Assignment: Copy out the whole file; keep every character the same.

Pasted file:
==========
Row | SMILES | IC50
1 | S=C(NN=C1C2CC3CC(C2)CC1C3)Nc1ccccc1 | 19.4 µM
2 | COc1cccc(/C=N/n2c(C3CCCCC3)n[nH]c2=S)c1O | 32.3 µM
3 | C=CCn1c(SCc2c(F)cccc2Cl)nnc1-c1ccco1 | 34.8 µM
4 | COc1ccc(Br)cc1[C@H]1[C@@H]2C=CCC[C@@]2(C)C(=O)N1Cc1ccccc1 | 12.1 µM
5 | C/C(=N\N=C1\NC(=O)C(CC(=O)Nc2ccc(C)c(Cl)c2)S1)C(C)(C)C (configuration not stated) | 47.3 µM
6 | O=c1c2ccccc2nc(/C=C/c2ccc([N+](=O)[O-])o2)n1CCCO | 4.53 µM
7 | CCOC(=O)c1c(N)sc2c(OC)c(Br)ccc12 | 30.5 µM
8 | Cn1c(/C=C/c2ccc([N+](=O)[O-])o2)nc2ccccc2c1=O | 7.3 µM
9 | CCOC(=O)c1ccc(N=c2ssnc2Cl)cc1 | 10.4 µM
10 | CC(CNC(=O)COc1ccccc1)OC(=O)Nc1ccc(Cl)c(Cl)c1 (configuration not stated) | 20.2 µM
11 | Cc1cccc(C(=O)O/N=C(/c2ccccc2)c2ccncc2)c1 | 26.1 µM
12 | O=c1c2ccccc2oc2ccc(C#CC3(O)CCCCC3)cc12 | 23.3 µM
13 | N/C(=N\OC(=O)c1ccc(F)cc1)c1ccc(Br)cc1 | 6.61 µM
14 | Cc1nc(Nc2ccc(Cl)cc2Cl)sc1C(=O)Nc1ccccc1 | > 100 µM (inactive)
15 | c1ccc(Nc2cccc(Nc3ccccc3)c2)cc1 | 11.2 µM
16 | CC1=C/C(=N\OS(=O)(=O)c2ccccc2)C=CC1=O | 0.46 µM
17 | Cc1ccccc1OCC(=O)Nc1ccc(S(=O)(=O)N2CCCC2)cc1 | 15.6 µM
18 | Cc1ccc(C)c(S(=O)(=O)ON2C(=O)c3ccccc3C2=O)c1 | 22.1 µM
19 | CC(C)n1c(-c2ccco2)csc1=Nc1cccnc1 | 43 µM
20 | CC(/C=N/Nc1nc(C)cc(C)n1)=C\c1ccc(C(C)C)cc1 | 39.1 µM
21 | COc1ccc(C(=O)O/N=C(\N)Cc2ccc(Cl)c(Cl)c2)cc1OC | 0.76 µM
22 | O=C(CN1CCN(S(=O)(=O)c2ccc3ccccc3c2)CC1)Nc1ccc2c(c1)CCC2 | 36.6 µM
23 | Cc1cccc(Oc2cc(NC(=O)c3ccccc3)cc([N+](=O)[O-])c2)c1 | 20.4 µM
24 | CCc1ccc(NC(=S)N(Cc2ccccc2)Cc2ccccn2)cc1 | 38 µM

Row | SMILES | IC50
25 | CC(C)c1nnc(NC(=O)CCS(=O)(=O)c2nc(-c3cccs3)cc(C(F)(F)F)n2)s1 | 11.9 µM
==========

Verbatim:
Row | SMILES | IC50
1 | S=C(NN=C1C2CC3CC(C2)CC1C3)Nc1ccccc1 | 19.4 µM
2 | COc1cccc(/C=N/n2c(C3CCCCC3)n[nH]c2=S)c1O | 32.3 µM
3 | C=CCn1c(SCc2c(F)cccc2Cl)nnc1-c1ccco1 | 34.8 µM
4 | COc1ccc(Br)cc1[C@H]1[C@@H]2C=CCC[C@@]2(C)C(=O)N1Cc1ccccc1 | 12.1 µM
5 | C/C(=N\N=C1\NC(=O)C(CC(=O)Nc2ccc(C)c(Cl)c2)S1)C(C)(C)C (configuration not stated) | 47.3 µM
6 | O=c1c2ccccc2nc(/C=C/c2ccc([N+](=O)[O-])o2)n1CCCO | 4.53 µM
7 | CCOC(=O)c1c(N)sc2c(OC)c(Br)ccc12 | 30.5 µM
8 | Cn1c(/C=C/c2ccc([N+](=O)[O-])o2)nc2ccccc2c1=O | 7.3 µM
9 | CCOC(=O)c1ccc(N=c2ssnc2Cl)cc1 | 10.4 µM
10 | CC(CNC(=O)COc1ccccc1)OC(=O)Nc1ccc(Cl)c(Cl)c1 (configuration not stated) | 20.2 µM
11 | Cc1cccc(C(=O)O/N=C(/c2ccccc2)c2ccncc2)c1 | 26.1 µM
12 | O=c1c2ccccc2oc2ccc(C#CC3(O)CCCCC3)cc12 | 23.3 µM
13 | N/C(=N\OC(=O)c1ccc(F)cc1)c1ccc(Br)cc1 | 6.61 µM
14 | Cc1nc(Nc2ccc(Cl)cc2Cl)sc1C(=O)Nc1ccccc1 | > 100 µM (inactive)
15 | c1ccc(Nc2cccc(Nc3ccccc3)c2)cc1 | 11.2 µM
16 | CC1=C/C(=N\OS(=O)(=O)c2ccccc2)C=CC1=O | 0.46 µM
17 | Cc1ccccc1OCC(=O)Nc1ccc(S(=O)(=O)N2CCCC2)cc1 | 15.6 µM
18 | Cc1ccc(C)c(S(=O)(=O)ON2C(=O)c3ccccc3C2=O)c1 | 22.1 µM
19 | CC(C)n1c(-c2ccco2)csc1=Nc1cccnc1 | 43 µM
20 | CC(/C=N/Nc1nc(C)cc(C)n1)=C\c1ccc(C(C)C)cc1 | 39.1 µM
21 | COc1ccc(C(=O)O/N=C(\N)Cc2ccc(Cl)c(Cl)c2)cc1OC | 0.76 µM
22 | O=C(CN1CCN(S(=O)(=O)c2ccc3ccccc3c2)CC1)Nc1ccc2c(c1)CCC2 | 36.6 µM
23 | Cc1cccc(Oc2cc(NC(=O)c3ccccc3)cc([N+](=O)[O-])c2)c1 | 20.4 µM
24 | CCc1ccc(NC(=S)N(Cc2ccccc2)Cc2ccccn2)cc1 | 38 µM

Row | SMILES | IC50
25 | CC(C)c1nnc(NC(=O)CCS(=O)(=O)c2nc(-c3cccs3)cc(C(F)(F)F)n2)s1 | 11.9 µM